Do you find you get sick throughout the year?
Have you tried all sorts of remedies, including airborne to no avail?
Even if you are washing your hands regularly, are you doing it properly?
When working in the medical profession, one of the first things we are taught is the importance of washing your hands. The practice of washing hands has saved millions of lives by stopping the spread of infections. For example, prior to routine hand washing the outcomes of surgery patients were mostly negative. As a small child, my mother told me a story of how my father’s meticulous hand washing prevented him from spreading a nasty germ, giardia, to my siblings and I. Our family physician was shocked that no one else in the family developed symptoms. But my father was extensively trained to wash his hands after any slight contamination from pharmacy school.
Why You Should Make Washing Your Hands Routine
While we are in the thick of cold and flu season, it is more imperative than ever to get a hand washing routine down. This is also important if you or a family member is immunocompromised (have higher susceptibility to germs) from a disease or chemotherapy. It is shocking the places where one can pick up infectious germs: door knobs, gyms, children, animals, etc.
But just because germs are everywhere doesn’t mean we should go into hibernation mode during the winter or any other season. Practicing good hand washing hygiene will prevent most transmission of infections. As the FDA states, “Washing with plain soap and running water is one of the most important steps consumers can take to avoid getting sick and to prevent spreading germs to others.” However, multiple hand washings in a single day can lead to chapped hands, which is further exacerbated by the winter weather. This should not stop you from washing your hands, especially since there are methods to prevent hand chapping. Dr. Bailey asserts:
As a dermatologist I want to elevate the hand washing practice to one of healing and hydrating skin care so that your hand skin stays healthy and comfortable as you wash away germs.
The Proper Way to Wash Your Hands and Prevent Hand Chapping
Always wash your hands when you suspect they have been contaminated such as before and after you eat, after using the restroom, touching objects in public spaces, etc. There is a method to properly wash your hands as well as keep them moisturized. We will go over how medical professionals are trained to wash their hands and how to incorporate these steps into your routine.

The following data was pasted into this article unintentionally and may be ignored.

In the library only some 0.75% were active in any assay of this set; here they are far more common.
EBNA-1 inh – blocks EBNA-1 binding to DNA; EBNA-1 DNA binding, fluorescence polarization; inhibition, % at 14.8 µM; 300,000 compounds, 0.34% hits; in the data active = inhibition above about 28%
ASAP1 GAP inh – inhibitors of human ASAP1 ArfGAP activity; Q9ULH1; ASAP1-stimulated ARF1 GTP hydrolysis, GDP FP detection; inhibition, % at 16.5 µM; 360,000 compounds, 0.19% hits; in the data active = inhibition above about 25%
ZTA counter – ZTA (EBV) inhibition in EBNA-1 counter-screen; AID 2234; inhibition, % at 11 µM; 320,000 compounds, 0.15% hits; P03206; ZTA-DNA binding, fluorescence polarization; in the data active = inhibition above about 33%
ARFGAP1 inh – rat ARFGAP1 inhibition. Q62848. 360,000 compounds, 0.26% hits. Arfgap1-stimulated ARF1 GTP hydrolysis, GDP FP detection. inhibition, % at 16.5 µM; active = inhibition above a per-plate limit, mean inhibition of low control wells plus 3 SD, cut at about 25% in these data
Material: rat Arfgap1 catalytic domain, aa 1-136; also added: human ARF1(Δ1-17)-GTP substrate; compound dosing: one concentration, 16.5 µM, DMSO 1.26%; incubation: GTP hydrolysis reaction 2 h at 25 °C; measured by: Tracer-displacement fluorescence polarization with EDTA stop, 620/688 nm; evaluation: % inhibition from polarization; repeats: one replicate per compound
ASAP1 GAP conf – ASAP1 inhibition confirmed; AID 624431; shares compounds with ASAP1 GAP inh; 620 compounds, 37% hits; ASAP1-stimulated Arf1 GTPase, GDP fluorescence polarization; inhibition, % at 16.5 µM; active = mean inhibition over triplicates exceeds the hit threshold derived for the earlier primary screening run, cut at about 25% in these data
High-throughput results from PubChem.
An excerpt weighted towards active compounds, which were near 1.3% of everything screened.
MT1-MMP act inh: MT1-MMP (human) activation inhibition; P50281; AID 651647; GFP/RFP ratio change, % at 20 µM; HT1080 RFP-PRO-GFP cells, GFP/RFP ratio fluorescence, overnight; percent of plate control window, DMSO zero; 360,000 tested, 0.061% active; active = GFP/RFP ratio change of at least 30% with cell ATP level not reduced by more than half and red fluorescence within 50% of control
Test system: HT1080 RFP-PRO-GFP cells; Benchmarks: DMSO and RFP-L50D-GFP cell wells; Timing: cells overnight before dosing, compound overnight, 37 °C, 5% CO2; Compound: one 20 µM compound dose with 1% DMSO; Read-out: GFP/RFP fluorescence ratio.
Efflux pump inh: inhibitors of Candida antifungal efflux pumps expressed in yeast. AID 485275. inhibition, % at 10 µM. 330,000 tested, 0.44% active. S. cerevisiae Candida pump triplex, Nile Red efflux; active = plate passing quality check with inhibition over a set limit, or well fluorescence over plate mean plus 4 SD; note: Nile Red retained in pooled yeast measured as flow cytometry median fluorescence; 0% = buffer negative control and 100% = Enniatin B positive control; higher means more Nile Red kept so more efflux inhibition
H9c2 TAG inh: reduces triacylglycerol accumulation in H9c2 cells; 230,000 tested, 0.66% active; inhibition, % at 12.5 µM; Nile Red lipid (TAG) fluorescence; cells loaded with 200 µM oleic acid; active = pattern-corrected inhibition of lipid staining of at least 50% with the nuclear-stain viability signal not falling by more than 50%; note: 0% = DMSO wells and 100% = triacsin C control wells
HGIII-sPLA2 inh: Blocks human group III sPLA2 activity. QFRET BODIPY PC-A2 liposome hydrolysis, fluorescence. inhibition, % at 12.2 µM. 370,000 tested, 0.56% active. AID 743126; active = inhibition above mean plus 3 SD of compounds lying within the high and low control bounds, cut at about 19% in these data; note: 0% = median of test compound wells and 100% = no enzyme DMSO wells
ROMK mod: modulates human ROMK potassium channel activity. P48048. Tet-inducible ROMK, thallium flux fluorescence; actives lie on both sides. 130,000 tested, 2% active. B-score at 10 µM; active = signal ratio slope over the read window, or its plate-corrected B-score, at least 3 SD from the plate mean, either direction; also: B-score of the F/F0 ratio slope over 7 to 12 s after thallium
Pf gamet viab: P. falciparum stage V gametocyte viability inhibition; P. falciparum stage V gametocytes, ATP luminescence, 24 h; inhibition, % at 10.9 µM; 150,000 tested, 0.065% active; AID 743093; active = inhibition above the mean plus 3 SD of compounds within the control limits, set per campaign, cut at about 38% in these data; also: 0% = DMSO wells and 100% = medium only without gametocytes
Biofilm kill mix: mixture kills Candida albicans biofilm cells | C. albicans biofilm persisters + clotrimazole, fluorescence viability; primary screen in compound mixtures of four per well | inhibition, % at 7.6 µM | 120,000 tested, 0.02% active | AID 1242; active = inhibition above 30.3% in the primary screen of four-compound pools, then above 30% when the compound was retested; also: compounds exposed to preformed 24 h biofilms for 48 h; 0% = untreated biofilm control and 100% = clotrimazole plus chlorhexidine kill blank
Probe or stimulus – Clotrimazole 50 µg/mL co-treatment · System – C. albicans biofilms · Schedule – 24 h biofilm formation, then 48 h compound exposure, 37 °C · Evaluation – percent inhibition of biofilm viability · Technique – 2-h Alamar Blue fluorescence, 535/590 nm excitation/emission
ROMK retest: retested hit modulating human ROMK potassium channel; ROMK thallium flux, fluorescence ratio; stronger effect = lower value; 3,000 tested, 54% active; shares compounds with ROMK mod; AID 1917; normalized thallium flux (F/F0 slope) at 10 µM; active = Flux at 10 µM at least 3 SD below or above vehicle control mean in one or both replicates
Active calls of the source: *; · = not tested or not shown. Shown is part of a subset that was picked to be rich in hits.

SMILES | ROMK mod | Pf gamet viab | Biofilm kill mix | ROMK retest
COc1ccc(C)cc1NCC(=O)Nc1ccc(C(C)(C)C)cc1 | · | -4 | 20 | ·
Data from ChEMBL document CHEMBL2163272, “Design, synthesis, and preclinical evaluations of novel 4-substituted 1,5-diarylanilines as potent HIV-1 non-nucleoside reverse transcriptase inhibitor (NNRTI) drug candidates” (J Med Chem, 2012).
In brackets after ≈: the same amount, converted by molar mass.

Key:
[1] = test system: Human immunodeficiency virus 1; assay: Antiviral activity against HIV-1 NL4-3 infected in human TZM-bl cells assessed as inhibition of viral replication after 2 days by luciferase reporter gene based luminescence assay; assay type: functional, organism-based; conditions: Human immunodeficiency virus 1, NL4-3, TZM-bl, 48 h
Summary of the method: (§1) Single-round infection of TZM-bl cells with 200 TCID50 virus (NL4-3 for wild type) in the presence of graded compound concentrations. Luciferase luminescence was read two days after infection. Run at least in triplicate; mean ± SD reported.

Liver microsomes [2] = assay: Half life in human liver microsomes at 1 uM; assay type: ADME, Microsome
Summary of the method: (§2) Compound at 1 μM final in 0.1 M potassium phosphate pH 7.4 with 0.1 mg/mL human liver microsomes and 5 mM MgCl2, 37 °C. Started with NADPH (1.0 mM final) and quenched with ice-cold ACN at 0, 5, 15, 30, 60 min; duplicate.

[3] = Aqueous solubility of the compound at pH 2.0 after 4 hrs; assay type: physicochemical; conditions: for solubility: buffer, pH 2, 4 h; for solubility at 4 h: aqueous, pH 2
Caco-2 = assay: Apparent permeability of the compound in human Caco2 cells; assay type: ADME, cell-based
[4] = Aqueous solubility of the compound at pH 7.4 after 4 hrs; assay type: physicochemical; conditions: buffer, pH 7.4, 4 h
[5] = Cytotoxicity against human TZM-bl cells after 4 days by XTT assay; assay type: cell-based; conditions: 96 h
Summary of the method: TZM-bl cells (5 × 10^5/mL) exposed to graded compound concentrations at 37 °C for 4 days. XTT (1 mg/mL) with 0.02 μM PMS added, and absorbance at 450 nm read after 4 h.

- With your hands pointing downward, allow the water to rinse your hands
- Next apply a gentle hypoallergenic soap and lather your hands thoroughly, including your wrists. If using a soap bar, rinse the soap bar before returning it to its soap dish.
- Firmly rub in circular motions the back of your hands, wrists, palms, fingers, and even in between the fingers. Perform this for at least 15 seconds or more.
- Using your opposite hands, clean your nail beds and underneath your fingernails.
- With your hands pointing downward again, rinse your hands as the water flows to your fingertips
- Dry off with a clean towel or paper towel
- Apply a rich moisturizing but non-greasy hand cream. Dr. Bailey’s favorite is her Dry Skin Hand Cream.
Dr. Bailey’s Dry Skin Hand Repair Kit combines all the elements for perfect hand hygiene: all natural hypoallergenic soap, hand moisturizers, and a nail file. This kit provides all the necessities to prevent hand chapping so you can maintain your daily hand washing routines.
“When I visited (my daughter) she tried your hand cream and said ‘mom this is better than anything I’ve ever tried including prescriptions like Halog.“
Georgia H, Santa Rosa, CA
How To Test Your Hand Washing Skills
If you are unsure if you are properly washing your hands, there is a fun way to test your skills. The only materials you will need are chocolate sauce, a gentle hand soap, and bright fluorescent light.
- Spread the chocolate sauce all over your hands
- Next start washing your hands in the methods described above. Be sure to get the nail beds and crevices, this is most often where people forget to clean
- Once you finish washing your hands, dry them off on a clean towel
- Finally place your hands underneath a bright fluorescent light and see how much chocolate sauce was left behind. If you find patches of chocolate residue, these are the areas you might be forgetting or need a more thorough scrub.
- Try the process again and see if you improved from your first go around.
Bottom Line for Washing Your Hands
You should never think twice about washing your hands. Not only will you be protecting your health but your community’s health as well. Good hand hygiene does not have to equal chapped hands as Dr. Bailey has shown. If you have any other concerns about your hand washing techniques or issues, let us know in the comments below. Also if you tried the “hand washing test,” brag about your skills by sharing a picture on our Facebook or Twitter with #NeverThinkTwiceHandWash.
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